The crowd was extraordinary. Hardly any women were in Western dresses, opting instead to wear a range of extraordinary saris, tied in a variety of ways, but each stylish and fashionable. They were worn over the head in the manner of the fashionable ‘khaleeji’ or camel-hump hijabs that look as though there’s a massive beehive underneath, worn over a long-sleeved blouse, covering every inch of flesh but draped and pleated to perfection in a rainbow of colours. There were many other draped scarves, black veils, dupattas and saris, all carefully worn by extremely stylish women. Yet it wasn’t just a fashion show, as participants, including many teenagers and kids, were buying books, attending signings and taking selfies with the authors when not actually attending talks.
I enjoyed the stalls which offered chai, enamel work on tin similar to rickshaw art, tea from Teatulia and the wonderful prints of Dhakayeah!, where I learnt about the fox whose wedding is on a day when the sun shines as it’s raining. I bought a print of hilsa and rice for a friend in Kolkata (for which I must insert a borrowed joke: ‘The hills are alive with the sound of music’) and lovely stationery. We went shopping with an old friend from Delhi and bought beautiful Dhakai saris, though the jamdaanis at nearly Rs 2 lakh were beyond our budgets. Next time.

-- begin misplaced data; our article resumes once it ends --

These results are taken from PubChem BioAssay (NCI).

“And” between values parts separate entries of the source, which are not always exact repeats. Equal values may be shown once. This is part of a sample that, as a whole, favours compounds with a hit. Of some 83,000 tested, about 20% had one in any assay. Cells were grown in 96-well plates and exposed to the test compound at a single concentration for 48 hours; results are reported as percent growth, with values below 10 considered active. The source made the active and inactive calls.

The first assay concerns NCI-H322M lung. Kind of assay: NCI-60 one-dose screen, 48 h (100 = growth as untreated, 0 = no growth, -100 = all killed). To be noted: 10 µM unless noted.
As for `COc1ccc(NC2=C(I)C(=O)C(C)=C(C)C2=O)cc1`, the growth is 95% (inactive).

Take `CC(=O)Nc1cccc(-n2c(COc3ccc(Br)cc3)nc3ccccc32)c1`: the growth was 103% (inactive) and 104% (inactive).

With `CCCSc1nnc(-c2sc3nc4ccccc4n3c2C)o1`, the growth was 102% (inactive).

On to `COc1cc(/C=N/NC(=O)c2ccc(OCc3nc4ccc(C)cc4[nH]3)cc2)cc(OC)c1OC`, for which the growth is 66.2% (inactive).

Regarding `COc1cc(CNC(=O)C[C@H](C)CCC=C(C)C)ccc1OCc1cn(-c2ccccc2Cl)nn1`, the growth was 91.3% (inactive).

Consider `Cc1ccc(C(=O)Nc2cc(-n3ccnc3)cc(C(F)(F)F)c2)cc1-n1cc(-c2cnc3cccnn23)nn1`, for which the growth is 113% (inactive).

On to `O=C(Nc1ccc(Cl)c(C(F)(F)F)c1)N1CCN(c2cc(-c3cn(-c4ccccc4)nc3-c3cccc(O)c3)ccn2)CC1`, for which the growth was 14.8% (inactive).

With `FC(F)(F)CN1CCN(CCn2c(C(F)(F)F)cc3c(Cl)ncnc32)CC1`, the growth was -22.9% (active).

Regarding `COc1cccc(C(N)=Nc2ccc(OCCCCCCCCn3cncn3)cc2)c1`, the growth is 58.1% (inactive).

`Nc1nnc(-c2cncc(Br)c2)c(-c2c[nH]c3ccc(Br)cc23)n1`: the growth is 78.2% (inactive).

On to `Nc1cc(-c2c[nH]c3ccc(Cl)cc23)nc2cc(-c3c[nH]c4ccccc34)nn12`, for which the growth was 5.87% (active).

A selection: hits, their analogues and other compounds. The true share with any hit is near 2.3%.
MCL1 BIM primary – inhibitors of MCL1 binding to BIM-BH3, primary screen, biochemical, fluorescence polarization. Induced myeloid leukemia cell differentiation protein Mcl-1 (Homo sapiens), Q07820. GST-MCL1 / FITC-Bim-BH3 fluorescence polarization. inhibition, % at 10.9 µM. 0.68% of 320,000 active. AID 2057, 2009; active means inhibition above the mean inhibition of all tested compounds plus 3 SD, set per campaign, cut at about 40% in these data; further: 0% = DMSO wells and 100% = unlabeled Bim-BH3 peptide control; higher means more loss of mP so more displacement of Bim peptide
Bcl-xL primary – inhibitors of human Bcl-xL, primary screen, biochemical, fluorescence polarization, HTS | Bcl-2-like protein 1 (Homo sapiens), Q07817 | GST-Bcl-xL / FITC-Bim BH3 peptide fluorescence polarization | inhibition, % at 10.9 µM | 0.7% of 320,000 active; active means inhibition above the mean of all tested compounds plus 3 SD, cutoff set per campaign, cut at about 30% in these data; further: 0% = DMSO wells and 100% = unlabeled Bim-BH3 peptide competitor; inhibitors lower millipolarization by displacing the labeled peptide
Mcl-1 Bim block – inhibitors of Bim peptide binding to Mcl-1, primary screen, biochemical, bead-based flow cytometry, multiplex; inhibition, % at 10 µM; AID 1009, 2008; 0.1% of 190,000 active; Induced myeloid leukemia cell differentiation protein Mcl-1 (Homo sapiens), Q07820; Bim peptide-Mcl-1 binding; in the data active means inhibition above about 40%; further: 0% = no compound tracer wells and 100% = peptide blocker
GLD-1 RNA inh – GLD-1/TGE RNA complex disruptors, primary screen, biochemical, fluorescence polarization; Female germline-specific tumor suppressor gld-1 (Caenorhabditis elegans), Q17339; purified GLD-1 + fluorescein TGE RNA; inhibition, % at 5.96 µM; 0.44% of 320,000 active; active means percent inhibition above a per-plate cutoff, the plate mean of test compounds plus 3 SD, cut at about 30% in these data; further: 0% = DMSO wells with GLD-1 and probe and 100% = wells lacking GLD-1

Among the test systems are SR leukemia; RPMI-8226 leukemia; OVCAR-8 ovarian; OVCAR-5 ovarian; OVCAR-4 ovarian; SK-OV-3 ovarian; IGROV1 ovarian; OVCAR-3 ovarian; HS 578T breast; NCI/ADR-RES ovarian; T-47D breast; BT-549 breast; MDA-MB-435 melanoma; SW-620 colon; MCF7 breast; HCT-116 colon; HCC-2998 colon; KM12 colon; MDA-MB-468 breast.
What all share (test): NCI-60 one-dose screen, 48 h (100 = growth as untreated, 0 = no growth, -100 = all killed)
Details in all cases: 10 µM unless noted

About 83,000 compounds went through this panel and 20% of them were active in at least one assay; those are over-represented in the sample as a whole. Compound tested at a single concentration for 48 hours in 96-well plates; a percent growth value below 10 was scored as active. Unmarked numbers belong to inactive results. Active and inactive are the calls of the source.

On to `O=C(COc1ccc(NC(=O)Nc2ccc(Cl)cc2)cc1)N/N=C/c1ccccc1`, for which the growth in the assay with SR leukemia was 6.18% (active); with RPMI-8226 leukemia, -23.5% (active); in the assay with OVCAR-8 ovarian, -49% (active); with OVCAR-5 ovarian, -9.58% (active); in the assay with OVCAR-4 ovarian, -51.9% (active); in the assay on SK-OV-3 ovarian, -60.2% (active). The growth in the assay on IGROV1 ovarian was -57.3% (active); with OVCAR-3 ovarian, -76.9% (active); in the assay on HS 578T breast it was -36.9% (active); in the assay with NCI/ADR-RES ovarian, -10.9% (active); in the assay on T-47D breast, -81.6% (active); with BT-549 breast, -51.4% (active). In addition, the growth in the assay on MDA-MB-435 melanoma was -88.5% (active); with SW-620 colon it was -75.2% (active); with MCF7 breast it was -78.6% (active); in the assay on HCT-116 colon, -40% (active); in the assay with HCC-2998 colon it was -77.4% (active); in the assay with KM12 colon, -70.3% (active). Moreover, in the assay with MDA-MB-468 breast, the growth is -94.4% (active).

Tishani Doshi danced; Zohab Zee Khan rapped and performed on stage but I particularly enjoyed his impromptu performance with local schoolchildren who were making TikTok rap videos in the Mughal fort. There was more jamming at the parties, with the Australian Zohab playing the didgeridoo, Q from Kolkata on drums and local musicians on guitars.
And we ate. Food that was similiar to that of West Bengal, but my husband swears the kacchi biryani surpasses all others, a model of subtle, complex flavours and textures, of meat, rice and big pieces of potato.
Cyclone Bulbul approached on our last night and as the Kolkata airport closed, we were ambivalent about returning home and instead lingering on longer in Dhaka. Ultimately the winds changed direction after ravaging the coast, so we got away.
I gave one of the votes of thanks, unleashing some Bengali on the unsuspecting audience: “Amar Dhaka eshe khub bhalo laglo. Abar ashbo ebong aar ekta jamdaani sari kinbo” (I am very happy that I visited Dhaka. I will return and buy another jamdaani sari). I really meant it and am saving hard for the next visit.